Gilead Gets Traditional OK on HIV Drugs
March 9, 2006
On Wednesday, Gilead Sciences Inc. announced it had been granted Food and Drug Administration (FDA) approval to include long-term trial data in the labeling for two of its HIV treatments.
The traditional approvals apply to Gilead's once-daily antiretroviral Viread and Truvada, which combines its antiretroviral Emtriva and Viread in a single daily dose. FDA granted accelerated approval to Viread and Truvada in October 2001 and August 2004, respectively.
Under the approvals, Gilead is allowed to include data from a 48-week clinical trail comparing once-daily regimen of Viread, Emtriva and Bristol-Myers Squibb's Sustiva to a regimen of GlaxoSmithKline's Combivir twice-daily and Sustiva once-daily. In that trial, 84 percent of the Viread group patients achieved a viral load of less than 400 copies of HIV genetic material per milliliter of blood compared with 73 percent of patients in the Combivir group. Eighty percent of the Viread group patients achieved and maintained a level of less than 50 HIV copies per milliliter compared to 70 percent of the patients in the Combivir group.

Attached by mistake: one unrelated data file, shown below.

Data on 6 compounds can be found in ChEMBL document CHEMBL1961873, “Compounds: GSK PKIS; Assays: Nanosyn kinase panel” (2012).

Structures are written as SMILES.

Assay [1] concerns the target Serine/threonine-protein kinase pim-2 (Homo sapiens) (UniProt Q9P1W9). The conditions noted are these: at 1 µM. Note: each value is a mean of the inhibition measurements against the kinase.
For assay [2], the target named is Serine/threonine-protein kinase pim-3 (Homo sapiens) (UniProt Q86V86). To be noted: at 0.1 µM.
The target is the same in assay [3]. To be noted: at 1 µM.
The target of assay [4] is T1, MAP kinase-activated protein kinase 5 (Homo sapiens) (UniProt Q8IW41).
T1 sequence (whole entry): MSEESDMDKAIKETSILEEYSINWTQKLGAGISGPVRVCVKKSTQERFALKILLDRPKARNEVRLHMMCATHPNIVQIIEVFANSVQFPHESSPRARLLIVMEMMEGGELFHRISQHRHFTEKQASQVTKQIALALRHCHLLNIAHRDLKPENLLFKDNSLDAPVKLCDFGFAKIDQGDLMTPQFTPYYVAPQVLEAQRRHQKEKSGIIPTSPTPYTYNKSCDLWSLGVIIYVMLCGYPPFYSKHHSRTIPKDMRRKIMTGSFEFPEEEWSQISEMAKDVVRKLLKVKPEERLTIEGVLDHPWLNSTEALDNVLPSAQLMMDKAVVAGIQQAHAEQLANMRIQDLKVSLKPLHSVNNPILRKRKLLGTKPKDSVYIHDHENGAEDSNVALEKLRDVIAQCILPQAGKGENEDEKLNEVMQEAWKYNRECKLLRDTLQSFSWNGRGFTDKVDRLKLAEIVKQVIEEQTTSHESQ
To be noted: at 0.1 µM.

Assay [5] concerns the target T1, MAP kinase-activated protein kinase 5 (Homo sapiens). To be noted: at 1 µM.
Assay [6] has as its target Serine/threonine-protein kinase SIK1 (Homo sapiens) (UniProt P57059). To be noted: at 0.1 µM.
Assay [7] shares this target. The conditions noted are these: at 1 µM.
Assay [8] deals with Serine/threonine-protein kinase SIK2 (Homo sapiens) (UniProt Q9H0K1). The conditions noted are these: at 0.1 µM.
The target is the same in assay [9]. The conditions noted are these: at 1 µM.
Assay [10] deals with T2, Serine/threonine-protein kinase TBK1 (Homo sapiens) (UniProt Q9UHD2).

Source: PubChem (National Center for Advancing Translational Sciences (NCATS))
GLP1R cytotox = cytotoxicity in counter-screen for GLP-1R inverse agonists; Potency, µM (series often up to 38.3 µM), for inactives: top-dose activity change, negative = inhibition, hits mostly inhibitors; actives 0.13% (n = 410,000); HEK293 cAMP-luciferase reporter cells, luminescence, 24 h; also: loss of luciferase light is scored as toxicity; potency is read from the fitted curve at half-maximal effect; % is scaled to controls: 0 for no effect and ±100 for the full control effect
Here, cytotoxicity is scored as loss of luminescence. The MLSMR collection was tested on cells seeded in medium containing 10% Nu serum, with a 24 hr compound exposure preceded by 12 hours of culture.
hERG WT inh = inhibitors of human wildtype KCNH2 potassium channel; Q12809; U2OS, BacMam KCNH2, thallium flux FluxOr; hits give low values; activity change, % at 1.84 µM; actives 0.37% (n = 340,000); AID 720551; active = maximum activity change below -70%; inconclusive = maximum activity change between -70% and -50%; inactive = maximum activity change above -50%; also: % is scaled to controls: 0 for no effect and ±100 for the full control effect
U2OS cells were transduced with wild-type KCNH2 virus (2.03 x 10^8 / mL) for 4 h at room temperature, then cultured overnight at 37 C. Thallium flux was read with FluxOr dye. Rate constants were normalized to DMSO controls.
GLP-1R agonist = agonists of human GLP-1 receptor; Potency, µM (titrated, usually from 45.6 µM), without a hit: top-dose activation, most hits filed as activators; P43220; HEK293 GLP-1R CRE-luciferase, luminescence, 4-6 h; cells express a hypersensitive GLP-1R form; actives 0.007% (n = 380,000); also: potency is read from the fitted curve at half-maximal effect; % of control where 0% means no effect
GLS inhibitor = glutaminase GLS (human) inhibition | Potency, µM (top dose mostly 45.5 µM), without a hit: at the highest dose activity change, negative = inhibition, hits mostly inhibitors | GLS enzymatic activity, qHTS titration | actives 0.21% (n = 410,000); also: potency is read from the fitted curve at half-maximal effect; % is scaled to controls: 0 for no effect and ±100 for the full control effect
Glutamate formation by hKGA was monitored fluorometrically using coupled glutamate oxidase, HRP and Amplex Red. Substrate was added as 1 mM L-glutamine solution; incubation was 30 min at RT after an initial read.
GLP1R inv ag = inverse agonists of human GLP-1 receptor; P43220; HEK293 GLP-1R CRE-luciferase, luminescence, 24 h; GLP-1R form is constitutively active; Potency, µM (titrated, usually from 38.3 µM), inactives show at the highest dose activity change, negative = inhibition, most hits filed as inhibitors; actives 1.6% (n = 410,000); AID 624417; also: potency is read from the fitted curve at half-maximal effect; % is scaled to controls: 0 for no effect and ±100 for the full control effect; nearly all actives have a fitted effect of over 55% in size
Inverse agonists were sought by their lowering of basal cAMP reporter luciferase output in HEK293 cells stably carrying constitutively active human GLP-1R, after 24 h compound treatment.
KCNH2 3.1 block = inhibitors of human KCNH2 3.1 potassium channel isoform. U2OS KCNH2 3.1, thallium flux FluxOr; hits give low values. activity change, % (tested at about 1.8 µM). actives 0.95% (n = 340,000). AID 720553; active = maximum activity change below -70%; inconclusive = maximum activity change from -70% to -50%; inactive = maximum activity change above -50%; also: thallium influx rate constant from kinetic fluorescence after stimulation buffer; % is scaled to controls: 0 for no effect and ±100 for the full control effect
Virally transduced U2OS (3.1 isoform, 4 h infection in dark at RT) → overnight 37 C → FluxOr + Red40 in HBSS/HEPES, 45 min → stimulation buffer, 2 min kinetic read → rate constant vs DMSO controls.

Gilead said it expects in the second quarter to file for FDA approval of a product that combines Truvada and Sustiva. Gilead and Bristol-Myers Squibb have established a joint venture to produce the drug. Truvada, Viread and Emtriva work by blocking reverse transcriptase, an enzyme that is necessary for viral replication.
This article was provided by CDC National Prevention Information Network. It is a part of the publication CDC HIV/Hepatitis/STD/TB Prevention News Update.